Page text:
SHERIFF WILLIAM T. CATE 1882-1882
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Before being elected sheriff of Hamilton County, William T. Cate was the local mail agent and magistrate. Married with two children, he and his family
were well-liked and respected throughout the county. Cate was endorsed by the Chattanooga Weekly Commercial a local newsletter and easily won the
sheriff’s race against James E. Conner. There is little information available about Cate and his short term in office. This lack of knowledge is
due, in part, to his young age when elected.
Like the lawmen before him, Cate knew that choosing police work as a career could entail danger both to himself and
to his family. Nevertheless, Cate chose to become sheriff, and he is remembered to this day as one of the bravest men to hold the office.
“THE TERRIBLE TRAGEDY”
In 1880, under Sheriff Springfield’s administration, ship carpenter John Taylor murdered a steamboat captain. Taylor was convicted of manslaughter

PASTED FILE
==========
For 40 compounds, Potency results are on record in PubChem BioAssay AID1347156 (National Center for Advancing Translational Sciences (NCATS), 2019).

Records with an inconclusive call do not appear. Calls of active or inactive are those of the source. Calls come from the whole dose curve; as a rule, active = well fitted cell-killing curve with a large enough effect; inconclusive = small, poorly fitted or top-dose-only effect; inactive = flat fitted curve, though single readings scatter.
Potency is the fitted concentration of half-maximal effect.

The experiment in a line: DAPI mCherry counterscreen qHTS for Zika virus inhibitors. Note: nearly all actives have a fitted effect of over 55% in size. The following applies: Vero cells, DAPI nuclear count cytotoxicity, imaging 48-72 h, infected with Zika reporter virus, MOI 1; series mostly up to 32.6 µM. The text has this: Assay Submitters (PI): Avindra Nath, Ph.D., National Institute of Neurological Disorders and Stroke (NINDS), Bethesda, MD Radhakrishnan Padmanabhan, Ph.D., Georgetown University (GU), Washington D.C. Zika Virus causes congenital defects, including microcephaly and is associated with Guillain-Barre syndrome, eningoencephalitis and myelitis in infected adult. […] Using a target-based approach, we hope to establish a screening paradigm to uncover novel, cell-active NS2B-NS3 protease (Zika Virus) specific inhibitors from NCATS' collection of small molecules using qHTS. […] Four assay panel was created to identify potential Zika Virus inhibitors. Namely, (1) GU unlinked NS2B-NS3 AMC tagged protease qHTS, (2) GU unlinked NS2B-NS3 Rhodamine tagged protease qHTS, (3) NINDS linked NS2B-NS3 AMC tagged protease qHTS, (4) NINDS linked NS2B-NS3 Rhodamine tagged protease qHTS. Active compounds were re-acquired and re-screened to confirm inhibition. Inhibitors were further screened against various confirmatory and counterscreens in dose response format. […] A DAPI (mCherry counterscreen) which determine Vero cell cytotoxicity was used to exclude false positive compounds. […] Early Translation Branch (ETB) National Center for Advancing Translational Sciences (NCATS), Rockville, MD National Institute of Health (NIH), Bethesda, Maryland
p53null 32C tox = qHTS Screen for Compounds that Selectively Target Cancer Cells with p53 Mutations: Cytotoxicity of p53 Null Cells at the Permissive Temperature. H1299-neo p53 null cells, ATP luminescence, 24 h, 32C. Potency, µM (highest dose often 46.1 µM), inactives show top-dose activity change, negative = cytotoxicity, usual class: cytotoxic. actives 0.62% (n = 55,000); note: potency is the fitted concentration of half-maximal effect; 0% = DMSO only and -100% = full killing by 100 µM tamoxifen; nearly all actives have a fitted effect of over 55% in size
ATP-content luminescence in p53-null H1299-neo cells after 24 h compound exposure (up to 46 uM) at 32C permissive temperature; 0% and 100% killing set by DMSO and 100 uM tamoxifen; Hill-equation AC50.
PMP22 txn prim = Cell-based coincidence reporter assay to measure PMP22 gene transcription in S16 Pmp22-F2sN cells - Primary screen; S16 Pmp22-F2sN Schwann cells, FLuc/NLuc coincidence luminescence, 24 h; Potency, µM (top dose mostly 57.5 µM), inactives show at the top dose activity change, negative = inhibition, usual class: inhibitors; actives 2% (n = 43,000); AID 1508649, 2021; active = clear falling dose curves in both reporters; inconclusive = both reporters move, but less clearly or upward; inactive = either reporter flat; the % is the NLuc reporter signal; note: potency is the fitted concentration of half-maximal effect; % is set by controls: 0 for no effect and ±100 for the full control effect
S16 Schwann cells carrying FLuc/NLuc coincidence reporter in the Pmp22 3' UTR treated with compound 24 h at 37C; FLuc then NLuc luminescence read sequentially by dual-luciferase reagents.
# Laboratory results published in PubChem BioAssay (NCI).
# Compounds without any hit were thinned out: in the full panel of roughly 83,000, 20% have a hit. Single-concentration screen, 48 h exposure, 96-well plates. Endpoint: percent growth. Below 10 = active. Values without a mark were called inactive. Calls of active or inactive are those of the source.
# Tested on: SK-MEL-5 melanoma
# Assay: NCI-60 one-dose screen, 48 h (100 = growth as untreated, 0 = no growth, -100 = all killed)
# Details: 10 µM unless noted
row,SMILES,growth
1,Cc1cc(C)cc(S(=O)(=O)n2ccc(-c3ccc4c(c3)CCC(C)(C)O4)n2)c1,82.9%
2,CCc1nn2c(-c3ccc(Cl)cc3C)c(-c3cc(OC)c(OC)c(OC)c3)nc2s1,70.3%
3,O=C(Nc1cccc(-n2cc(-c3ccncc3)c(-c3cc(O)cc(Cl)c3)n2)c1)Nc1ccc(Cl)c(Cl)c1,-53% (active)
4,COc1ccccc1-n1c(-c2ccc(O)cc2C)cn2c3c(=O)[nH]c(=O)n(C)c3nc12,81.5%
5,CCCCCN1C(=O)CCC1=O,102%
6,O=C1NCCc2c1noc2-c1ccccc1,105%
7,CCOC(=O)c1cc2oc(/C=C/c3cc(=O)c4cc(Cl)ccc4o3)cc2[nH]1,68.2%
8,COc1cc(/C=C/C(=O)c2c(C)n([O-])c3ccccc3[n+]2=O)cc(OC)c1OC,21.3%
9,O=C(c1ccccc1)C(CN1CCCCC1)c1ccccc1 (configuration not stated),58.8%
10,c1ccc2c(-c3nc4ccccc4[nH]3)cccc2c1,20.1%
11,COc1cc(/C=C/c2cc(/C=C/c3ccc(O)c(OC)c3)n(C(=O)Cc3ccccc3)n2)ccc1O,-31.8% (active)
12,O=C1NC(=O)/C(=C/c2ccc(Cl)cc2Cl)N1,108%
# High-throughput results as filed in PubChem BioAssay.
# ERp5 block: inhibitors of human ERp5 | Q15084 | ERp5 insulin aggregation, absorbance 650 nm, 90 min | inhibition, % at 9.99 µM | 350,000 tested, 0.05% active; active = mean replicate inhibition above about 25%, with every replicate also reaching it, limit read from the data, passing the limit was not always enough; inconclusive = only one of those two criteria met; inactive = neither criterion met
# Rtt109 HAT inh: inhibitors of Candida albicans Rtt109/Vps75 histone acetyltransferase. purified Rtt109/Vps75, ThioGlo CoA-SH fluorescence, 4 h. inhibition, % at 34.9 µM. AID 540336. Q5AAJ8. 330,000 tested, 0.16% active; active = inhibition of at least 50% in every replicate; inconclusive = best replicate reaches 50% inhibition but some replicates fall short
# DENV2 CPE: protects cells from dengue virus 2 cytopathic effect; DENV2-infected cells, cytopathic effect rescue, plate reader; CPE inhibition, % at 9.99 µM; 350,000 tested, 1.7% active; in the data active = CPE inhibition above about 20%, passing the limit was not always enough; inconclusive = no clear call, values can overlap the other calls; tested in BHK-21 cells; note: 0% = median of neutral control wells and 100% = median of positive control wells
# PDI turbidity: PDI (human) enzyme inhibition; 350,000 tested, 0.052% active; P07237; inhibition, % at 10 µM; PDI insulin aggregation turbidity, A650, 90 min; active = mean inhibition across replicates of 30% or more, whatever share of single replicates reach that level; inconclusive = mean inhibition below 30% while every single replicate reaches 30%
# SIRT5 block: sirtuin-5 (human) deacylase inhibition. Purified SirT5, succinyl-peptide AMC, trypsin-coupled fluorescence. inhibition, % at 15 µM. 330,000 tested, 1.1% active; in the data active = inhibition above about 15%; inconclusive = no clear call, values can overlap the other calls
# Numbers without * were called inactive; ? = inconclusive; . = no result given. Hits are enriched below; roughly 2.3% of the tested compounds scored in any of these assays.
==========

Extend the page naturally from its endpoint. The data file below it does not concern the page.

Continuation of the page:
and sentenced to ten years imprisonment. Taylor won an appeal in the case, and by the time it was due, Sheriff Cate had taken office. Cate and his deputy,
John J. Conway, escorted Taylor and three other prisoners to Knoxville aboard the Southern Railway System. Cate had been in office only fourteen days.
The lawmen sat in seats opposite their handcuffed prisoners in the passenger car. Two strangers boarded in Sweetwater, Tennessee and took seats behind
the sheriff and deputy. When the train reached Philadelphia, Tennessee, the sheriff walked out on the platform to see if some of his relatives had come
to visit him. With Cate out of the passenger car, Taylor’s brother, Bob (one of the two who had boarded the train in Sweetwater), shot Deputy Conway
in the back of the head, killing him instantly. Hearing the gunshots, Cate courageously rushed back into the car with his gun drawn. Andy, youngest of the
Taylor brothers, shot him without warning. Then John and Bob approached the injured sheriff lying on the floor of the train and shot him three more times.
As Cate lay dying, the killers ordered the conductor to “pull the bell” as they kept their hands on their pistols “all the way to Lenoir.”
Once in Lenoir, the Taylors hurried on foot towards their home in Kingston, Tennessee. It appeared to everyone that the killers had escaped, but John
Taylor had been wounded by Sheriff Cate and would later die from the injury.